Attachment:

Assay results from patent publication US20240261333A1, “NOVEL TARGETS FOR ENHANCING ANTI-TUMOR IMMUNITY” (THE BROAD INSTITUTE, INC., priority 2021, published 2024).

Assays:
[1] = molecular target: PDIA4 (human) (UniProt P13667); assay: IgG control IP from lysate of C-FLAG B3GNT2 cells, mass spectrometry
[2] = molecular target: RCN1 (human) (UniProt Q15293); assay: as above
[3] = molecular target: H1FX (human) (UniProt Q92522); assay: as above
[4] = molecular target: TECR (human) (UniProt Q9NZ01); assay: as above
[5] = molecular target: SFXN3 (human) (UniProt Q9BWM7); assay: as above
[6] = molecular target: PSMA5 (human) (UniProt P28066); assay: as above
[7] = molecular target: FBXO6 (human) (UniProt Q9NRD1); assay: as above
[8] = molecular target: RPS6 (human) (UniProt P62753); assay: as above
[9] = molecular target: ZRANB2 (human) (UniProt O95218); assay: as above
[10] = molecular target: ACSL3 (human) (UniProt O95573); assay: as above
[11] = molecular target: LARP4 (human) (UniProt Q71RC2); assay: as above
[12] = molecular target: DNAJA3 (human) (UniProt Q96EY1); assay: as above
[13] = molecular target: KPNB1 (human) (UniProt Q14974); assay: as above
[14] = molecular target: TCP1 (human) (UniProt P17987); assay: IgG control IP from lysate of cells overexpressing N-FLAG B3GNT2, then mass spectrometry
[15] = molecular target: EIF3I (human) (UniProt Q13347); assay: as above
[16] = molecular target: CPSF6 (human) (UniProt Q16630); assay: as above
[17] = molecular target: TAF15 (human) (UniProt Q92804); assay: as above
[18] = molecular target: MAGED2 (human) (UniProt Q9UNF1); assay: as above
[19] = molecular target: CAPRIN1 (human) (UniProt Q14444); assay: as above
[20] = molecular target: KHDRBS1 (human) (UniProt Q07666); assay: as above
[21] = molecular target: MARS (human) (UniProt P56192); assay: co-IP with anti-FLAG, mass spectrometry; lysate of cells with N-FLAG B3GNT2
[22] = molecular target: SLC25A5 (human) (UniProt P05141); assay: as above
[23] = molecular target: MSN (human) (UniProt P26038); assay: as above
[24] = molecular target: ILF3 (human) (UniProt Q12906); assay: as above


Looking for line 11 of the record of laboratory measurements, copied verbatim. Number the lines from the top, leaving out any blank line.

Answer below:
[9] = molecular target: ZRANB2 (human) (UniProt O95218); assay: as above